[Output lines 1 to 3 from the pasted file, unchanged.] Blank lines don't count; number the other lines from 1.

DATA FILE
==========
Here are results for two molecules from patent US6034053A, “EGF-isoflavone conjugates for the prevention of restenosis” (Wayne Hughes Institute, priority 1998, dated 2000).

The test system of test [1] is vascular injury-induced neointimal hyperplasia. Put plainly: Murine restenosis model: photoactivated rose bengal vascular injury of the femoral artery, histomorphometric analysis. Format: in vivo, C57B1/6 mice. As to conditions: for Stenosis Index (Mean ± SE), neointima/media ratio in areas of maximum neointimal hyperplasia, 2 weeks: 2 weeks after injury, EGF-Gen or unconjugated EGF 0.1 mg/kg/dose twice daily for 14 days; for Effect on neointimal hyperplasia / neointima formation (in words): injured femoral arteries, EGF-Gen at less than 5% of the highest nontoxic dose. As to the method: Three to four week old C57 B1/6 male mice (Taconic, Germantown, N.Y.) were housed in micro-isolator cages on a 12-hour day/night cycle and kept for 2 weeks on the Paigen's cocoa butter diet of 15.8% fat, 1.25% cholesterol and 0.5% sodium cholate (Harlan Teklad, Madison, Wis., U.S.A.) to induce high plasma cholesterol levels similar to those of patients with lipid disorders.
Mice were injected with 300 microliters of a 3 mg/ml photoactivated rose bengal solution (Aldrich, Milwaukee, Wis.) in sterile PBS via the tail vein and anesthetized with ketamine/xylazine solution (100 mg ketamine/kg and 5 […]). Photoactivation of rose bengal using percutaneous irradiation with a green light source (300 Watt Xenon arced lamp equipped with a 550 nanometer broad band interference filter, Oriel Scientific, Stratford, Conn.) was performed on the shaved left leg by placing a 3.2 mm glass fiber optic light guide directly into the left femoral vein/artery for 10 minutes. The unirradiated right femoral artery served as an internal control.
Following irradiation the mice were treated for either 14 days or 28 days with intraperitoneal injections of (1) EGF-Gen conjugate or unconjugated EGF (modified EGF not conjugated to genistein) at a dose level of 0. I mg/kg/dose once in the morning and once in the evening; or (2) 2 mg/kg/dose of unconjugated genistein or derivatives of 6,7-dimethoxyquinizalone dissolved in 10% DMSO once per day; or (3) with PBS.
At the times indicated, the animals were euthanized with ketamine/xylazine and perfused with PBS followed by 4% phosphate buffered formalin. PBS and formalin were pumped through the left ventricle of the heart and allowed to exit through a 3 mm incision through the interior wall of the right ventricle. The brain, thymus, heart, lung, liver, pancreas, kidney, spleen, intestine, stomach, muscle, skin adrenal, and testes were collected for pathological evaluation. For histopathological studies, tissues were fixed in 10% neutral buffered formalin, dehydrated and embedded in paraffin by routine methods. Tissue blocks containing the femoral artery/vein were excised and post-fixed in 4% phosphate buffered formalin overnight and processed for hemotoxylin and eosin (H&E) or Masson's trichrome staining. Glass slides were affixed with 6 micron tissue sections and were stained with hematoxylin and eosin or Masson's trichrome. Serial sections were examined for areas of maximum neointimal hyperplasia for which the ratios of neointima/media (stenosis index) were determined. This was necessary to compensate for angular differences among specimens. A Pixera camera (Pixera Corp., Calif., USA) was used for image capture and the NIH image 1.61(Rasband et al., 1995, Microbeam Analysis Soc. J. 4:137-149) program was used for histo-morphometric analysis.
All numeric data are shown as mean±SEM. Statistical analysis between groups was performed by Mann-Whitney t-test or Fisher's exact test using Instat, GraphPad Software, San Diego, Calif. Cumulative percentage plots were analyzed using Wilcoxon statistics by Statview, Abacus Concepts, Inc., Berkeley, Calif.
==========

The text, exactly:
Here are results for two molecules from patent US6034053A, “EGF-isoflavone conjugates for the prevention of restenosis” (Wayne Hughes Institute, priority 1998, dated 2000).

The test system of test [1] is vascular injury-induced neointimal hyperplasia. Put plainly: Murine restenosis model: photoactivated rose bengal vascular injury of the femoral artery, histomorphometric analysis. Format: in vivo, C57B1/6 mice. As to conditions: for Stenosis Index (Mean ± SE), neointima/media ratio in areas of maximum neointimal hyperplasia, 2 weeks: 2 weeks after injury, EGF-Gen or unconjugated EGF 0.1 mg/kg/dose twice daily for 14 days; for Effect on neointimal hyperplasia / neointima formation (in words): injured femoral arteries, EGF-Gen at less than 5% of the highest nontoxic dose. As to the method: Three to four week old C57 B1/6 male mice (Taconic, Germantown, N.Y.) were housed in micro-isolator cages on a 12-hour day/night cycle and kept for 2 weeks on the Paigen's cocoa butter diet of 15.8% fat, 1.25% cholesterol and 0.5% sodium cholate (Harlan Teklad, Madison, Wis., U.S.A.) to induce high plasma cholesterol levels similar to those of patients with lipid disorders.
Mice were injected with 300 microliters of a 3 mg/ml photoactivated rose bengal solution (Aldrich, Milwaukee, Wis.) in sterile PBS via the tail vein and anesthetized with ketamine/xylazine solution (100 mg ketamine/kg and 5 […]). Photoactivation of rose bengal using percutaneous irradiation with a green light source (300 Watt Xenon arced lamp equipped with a 550 nanometer broad band interference filter, Oriel Scientific, Stratford, Conn.) was performed on the shaved left leg by placing a 3.2 mm glass fiber optic light guide directly into the left femoral vein/artery for 10 minutes. The unirradiated right femoral artery served as an internal control.